CLS saves landlord from 10 months arrears and tenant from evictionMake Text Bigger
Caridon Landlord Solutions (CLS) was contacted by a landlord whose tenant was in more than 10 months of rent arrears. The landlord had served the tenant with a Section 8 notice as a precaution but did not necessarily want to evict her if the Housing Benefit claim was reinstated.
The landlord provided CLS with the tenant’s contact details for one of our experienced advisors to contact her and establish the tenant’s version of events.
The tenant informed our advisor that she went to Liverpool Housing Benefit Customer Service Centre in June 2018 seeking advice on moving, this contact caused the tenant’s Housing Benefit Claim to be cancelled.
The tenant’s case was quite complex as she was a victim of domestic violence and was still being stalked by her ex-partner. At the time of the first benefit cancellation letter being written to her, her house was broken into and some of her post was stolen.
Liverpool Housing Benefit department had written to the claimant advising her that her claim was cancelled as she had moved out.
When our CLS advisor contacted Liverpool Housing Benefit department, they advised that since the claimants’ circumstances had a changed, her claim was cancelled. They said she would need to make a claim for Universal Credit. CLS advised Liverpool Housing Benefit department that they had wrongfully closed the tenant’s claim after she attended their offices for advice. They suggested that the tenant should complete an “Appeal Against Housing Benefit Decision” form.
We assisted the tenant with writing the appeal providing all relevant information and supporting documents, including the Section 8 eviction notice, in order for the decision to be overturned.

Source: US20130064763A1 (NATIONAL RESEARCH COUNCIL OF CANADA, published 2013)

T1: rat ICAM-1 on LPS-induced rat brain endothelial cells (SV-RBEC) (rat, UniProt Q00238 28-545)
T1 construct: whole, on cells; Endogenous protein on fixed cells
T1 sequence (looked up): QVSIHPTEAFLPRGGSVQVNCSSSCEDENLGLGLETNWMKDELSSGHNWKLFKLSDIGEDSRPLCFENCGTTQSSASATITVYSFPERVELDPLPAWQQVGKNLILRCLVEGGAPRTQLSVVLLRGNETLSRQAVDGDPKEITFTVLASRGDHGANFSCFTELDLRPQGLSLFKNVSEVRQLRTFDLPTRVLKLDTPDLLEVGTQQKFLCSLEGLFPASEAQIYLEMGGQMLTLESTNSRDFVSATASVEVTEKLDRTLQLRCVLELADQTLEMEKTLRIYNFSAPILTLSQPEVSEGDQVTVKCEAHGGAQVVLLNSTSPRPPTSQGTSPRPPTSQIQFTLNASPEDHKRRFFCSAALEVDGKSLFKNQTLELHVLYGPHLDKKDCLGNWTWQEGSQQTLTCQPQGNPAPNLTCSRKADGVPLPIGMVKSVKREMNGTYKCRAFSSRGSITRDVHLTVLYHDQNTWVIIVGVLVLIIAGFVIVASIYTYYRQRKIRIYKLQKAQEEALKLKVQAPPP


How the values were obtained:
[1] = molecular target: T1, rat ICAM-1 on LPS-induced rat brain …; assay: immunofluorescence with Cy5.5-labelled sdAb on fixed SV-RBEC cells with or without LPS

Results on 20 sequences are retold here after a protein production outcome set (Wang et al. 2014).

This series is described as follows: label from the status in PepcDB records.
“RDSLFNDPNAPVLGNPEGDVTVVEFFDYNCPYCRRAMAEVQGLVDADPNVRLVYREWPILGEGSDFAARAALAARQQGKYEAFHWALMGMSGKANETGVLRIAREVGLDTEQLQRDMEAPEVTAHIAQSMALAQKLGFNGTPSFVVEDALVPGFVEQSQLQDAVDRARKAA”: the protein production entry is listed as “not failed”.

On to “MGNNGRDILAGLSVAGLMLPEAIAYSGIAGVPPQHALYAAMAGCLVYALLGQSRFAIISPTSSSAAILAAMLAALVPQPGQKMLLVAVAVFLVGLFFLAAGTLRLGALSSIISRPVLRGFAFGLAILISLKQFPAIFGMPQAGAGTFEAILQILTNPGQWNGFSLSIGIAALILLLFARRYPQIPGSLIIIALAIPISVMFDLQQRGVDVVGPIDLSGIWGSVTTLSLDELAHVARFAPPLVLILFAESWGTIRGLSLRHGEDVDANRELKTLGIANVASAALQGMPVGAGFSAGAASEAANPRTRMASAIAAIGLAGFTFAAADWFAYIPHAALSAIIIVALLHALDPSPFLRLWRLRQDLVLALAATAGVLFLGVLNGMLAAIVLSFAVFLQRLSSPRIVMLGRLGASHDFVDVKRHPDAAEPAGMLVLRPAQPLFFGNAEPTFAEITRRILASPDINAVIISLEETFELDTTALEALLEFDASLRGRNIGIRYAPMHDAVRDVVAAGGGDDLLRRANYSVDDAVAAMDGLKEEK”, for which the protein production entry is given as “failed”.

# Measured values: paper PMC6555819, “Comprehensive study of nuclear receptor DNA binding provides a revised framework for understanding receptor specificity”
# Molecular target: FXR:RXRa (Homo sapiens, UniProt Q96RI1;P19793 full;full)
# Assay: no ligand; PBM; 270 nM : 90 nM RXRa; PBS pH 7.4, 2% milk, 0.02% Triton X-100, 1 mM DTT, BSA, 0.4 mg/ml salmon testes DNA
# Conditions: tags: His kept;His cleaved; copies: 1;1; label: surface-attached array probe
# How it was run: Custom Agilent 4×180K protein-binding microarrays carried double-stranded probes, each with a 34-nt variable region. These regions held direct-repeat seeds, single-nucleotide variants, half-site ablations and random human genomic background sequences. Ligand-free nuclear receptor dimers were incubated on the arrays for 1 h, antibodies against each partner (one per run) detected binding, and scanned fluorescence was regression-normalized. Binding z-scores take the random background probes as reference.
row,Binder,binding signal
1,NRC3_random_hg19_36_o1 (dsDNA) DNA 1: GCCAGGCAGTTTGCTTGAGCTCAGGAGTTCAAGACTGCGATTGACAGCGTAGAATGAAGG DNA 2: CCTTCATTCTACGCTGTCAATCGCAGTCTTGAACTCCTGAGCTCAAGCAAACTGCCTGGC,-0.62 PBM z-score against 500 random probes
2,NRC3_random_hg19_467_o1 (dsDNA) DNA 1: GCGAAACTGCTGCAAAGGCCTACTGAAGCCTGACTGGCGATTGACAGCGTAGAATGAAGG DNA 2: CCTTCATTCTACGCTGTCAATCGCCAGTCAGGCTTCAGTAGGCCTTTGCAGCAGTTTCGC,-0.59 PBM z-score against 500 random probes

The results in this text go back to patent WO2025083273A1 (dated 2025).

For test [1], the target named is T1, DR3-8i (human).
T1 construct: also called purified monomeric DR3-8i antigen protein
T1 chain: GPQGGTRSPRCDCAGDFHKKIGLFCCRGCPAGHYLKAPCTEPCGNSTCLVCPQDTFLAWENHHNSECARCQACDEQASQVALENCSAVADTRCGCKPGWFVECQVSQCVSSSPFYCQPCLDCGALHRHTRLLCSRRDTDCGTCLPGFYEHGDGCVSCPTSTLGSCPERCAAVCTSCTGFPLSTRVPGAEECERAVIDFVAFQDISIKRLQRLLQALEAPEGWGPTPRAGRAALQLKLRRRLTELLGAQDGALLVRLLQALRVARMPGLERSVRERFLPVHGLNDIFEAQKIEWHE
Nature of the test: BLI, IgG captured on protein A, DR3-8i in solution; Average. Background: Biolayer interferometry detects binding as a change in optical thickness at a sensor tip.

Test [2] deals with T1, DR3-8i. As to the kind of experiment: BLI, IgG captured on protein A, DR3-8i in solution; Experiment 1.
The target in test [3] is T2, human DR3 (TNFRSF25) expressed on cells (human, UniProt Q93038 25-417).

The tenant submitted the paperwork to Liverpool Housing Benefit and our adviser continued to chase Liverpool Housing Benefit for an update.
Three weeks later we received confirmation from Liverpool Housing Benefit that the claim had been reinstated and that a backdated payment would be going out to the tenant.
Had the claim not had been reinstated the tenant would have had to make a claim for Universal Credit in order to claim Housing Cost and the landlord would have lost 10 months of rent. In addition, the tenant would have lost her home as the landlord would have continued with the eviction proceedings when the Section 8 expired.
We took on the case, on a “No win, No fee” basis, drafted a letter of appeal for the landlord, citing the facts, HB regulations, DWP guidance and caselaw. Having considered our detailed submission, the council agreed to revise their earlier decision in our client’s favour, effectively exonerating our client from any culpability.
If you’re currently experiencing an issue of this type or any other problems associated with LHA or Universal Credit please get in touch, as Caridon Landlord Solutions has been set up specifically to offer landlords/agents help in this regard.
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